NASA-NOAA satellite finds displaced power in Tropical Cyclone Kalmaegi

November 14, 2019

Tropical Cyclone Kalmaegi is still experiencing wind shear and those winds have continued to displace the strongest storms north of the cyclone's center. NASA-NOAA's Suomi NPP satellite passed overhead and identified those strong storms using infrared light.

The Visible Infrared Imaging Radiometer Suite (VIIRS) instrument aboard Suomi NPP provided an infrared image of the storm. Infrared imagery reveals cloud top temperatures, and the higher the cloud top, the colder it is, and the stronger the storm. The VIIRS instrument aboard captured an infrared image of the storm on Nov. 14 at 1:12 a.m. EST (0512 UTC). VIIRS showed strong storms in a large area north and northwest of the center, where cloud top temperatures were as cold as minus 80 degrees Fahrenheit (minus 62.2 Celsius). Storms with cloud tops that cold have been found to generate heavy rainfall.

Wind shear seems to be preventing Kalmaegi from consolidating, as the storm is still a tropical depression. In general, wind shear is a measure of how the speed and direction of winds change with altitude. Tropical cyclones are like rotating cylinders of winds. Each level needs to be stacked on top each other vertically in order for the storm to maintain strength or intensify. Wind shear occurs when winds at different levels of the atmosphere push against the rotating cylinder of winds, weakening the rotation by pushing it apart at different levels.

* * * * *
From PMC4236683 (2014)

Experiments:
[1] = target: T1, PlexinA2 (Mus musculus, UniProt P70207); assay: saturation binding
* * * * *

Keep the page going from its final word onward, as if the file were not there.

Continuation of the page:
At 10 a.m. EDT (1500 UTC), the center of Kalmaegi was located near latitude 15.3 degrees north and longitude 125.8 degrees east. That is 286 nautical miles east of Manila, Philippines.  Maximum sustained winds are near 30 knots (34.5 mph/55.5 kph).

Kalmaegi is moving toward the west-northwest toward a landfall in Luzon, Philippines in the northern part of the country. Landfall is expected in northeastern Luzon on Nov. 16.
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Typhoons and hurricanes are the most powerful weather event on Earth. NASA's expertise in space and scientific exploration contributes to essential services provided to the American people by other federal agencies, such as hurricane weather forecasting.

By Rob Gutro 
NASA's Goddard Space Flight Center

NASA/Goddard Space Flight Center

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